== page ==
By the time we got to the, I dunno, fourth video of my brother and me opening presents in matching red Christmas pajamas, I had become disgruntled.
“Vacuum. It’ll be a vacuum,” my brother Scott predicted as we watched old home movies with our parents this weekend. On the screen, I was opening a present on my sixth Christmas morning. I had previously received a toy ironing board and iron while Scott got something cool involving wheels and camouflage and, I presume, sound effects. (Apparently, our video camera had no sound capabilities back in the day.)
Suddenly, the video revealed my new present: a toy refrigerator. Meanwhile, Scott spun the bright yellow blades of his sleek new toy helicopter.
“Dammit!” I yelled, and my family laughed.
“Maybe next year you’ll get a mop,” Scott offered.
I know it was the seventies, but c’mon, Mom and Dad. Except for a short period during which I insisted on wearing black patent leather shoes everywhere, I was a tomboy. I never played with Barbies, and I prefered to hang out in the (precariously built, I might add) tree-house next door at my grandparents’ house. I even played street hockey with my big brother and his friends well into high school.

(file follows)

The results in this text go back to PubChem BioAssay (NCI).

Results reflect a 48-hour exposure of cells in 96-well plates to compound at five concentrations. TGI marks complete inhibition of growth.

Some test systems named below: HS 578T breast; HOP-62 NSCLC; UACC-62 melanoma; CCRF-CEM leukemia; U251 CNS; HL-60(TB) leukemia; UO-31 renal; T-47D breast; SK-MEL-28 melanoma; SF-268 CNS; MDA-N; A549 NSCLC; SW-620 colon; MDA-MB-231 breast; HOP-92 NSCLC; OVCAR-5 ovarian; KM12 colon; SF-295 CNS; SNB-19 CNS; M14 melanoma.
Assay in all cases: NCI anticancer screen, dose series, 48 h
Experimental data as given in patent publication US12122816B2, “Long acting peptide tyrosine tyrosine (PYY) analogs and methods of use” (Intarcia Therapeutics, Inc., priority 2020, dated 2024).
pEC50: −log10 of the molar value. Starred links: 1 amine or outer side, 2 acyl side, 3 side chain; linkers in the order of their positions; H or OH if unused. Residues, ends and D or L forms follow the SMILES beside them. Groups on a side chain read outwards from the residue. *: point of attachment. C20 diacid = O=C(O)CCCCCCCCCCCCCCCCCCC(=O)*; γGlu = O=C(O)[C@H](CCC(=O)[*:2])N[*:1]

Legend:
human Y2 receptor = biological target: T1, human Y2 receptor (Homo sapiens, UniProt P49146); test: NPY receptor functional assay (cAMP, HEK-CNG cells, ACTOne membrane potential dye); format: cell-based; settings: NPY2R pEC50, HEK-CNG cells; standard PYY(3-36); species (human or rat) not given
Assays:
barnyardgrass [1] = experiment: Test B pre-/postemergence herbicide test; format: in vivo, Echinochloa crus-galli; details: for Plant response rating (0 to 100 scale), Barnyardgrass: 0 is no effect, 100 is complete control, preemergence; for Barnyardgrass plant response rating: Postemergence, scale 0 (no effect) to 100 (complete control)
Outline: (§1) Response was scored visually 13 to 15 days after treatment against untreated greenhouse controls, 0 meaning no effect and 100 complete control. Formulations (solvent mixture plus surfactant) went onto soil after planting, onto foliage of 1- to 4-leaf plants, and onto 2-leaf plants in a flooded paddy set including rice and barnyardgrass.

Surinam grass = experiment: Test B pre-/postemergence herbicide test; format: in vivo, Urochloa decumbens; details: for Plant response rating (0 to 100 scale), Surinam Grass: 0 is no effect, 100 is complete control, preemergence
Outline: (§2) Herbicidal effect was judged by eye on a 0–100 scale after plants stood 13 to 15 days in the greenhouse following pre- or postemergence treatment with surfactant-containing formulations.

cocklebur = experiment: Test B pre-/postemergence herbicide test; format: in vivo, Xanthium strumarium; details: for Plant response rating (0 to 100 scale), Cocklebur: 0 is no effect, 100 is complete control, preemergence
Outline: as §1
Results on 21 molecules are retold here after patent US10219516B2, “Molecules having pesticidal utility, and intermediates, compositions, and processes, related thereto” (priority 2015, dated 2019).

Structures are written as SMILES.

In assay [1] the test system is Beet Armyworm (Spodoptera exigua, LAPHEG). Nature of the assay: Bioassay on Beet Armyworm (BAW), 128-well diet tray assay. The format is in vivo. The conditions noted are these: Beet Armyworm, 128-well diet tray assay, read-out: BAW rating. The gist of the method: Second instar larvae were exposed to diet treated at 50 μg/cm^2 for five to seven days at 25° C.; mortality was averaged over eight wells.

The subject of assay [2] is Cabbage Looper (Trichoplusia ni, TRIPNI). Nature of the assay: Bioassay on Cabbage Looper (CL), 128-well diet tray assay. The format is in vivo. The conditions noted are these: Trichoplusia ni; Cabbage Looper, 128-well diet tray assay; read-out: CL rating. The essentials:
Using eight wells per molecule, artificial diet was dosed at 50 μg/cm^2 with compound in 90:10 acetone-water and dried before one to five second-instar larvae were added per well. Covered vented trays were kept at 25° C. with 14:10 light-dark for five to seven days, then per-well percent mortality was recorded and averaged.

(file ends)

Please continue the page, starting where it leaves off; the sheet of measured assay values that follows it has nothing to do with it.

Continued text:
So, what’s with all the housewife-in-training gear? And why did I seem so happy to receive them when, eventually, I’d ask for (and receive, thank you very much) a race car track set? (Which prepared me for what, exactly? A career in NASCAR?)
From what I can remember, my parents never treated me differently from my brother simply because I was a girl. I, too, was expected to get good grades and go off to college to train for a career. Like Scott, I played soccer –when girls’ soccer finally came to town a few years after boys’ soccer, that is. I even played Little League baseball. Sure I was the only girl on my team, and one father took it upon himself to heckle me while I played first base. But surely I wasn’t the toy ironing board type of girl.
Remember, this was the Free to Be You and Me decade, when Marlo Thomas and friends assured girls like me that we would all grow up to be our own women, hand in hand in a land where the river runs free. Also, where the girl in black patent leather shoes who insists on “ladies first” ends up getting eaten by tigers.
So how come I started out with girly-girl toys and ended up with my own pretty successful business, built around my kids’ schedules? How come I can’t iron all that well after all that? And why I didn’t get eaten by tigers?
I suppose the answer is that I really was free to be me, even if that me started out seemingly enamored by toy household appliances and — dammit! — a toy baby carriage. Eventually I found the real me, and she doesn’t care to vacuum, but she still likes black patent leather shoes. And that’s all a girl can ask for.